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State transportation officials to vote on pay-per-mile recommendation

The state Transportation Commission is scheduled to make recommendations to the Legislature soon on replacing the state gas tax with a new pay-per-mile system. The program could be phased in over many years, and would include options that don't rely on GPS tracking and location services.

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Federal Issues

Congress passes continuing resolution to fund government agencies

The president has signed a short-term funding bill to keep the federal government operating through Dec. 20.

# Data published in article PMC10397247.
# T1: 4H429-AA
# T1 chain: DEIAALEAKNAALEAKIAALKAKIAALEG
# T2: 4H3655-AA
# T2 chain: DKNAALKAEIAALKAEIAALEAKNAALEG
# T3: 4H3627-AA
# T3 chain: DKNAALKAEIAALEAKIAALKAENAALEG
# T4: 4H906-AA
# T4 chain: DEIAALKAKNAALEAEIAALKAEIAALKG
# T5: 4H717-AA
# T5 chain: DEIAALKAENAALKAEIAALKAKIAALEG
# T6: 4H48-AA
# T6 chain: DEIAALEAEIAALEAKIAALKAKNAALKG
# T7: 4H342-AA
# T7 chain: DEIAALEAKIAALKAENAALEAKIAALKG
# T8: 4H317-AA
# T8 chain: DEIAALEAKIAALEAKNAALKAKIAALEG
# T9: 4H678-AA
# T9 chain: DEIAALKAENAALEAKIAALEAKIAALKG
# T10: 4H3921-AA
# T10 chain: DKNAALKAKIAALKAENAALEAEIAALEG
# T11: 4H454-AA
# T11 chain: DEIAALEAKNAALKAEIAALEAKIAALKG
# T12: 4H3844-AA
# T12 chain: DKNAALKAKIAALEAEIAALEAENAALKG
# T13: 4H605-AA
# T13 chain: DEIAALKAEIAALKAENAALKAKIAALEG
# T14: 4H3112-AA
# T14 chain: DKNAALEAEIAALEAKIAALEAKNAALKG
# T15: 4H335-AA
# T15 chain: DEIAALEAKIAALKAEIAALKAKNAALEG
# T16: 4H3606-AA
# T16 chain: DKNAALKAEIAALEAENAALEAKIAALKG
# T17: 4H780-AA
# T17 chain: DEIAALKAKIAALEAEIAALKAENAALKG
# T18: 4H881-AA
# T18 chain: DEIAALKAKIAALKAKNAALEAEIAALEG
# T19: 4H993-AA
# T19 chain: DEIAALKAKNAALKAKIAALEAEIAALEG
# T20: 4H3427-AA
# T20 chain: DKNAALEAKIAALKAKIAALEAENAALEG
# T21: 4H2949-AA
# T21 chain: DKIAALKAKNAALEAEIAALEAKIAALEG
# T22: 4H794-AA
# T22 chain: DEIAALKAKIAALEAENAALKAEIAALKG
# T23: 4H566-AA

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Bipartisan Farm Workforce Modernization Act clears House Judiciary Committee

A measure to create a legal and reliable workforce for the U.S. agriculture industry has cleared a key House committee.

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Larsen introduces bill to address transportation workforce shortage

U.S. Rep. Rick Larsen, D-Wash., is pitching a bill that would promote careers in aerospace, trucking and other critical transportation jobs. The industry faces a major workforce shortage in coming years as older workers retire.

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Other News

Initiative promoter Tim Eyman announces a run for governor

Fresh off a successful statewide tax rollback campaign, longtime initiative promoter Tim Eyman officially announced today that he will run for governor in 2020 as an independent. Incumbent Gov. Jay Inslee has already announced a run for a third term, and several Republicans are also in the race.

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No sign of recession for Washington and tax revenues still rising, economists say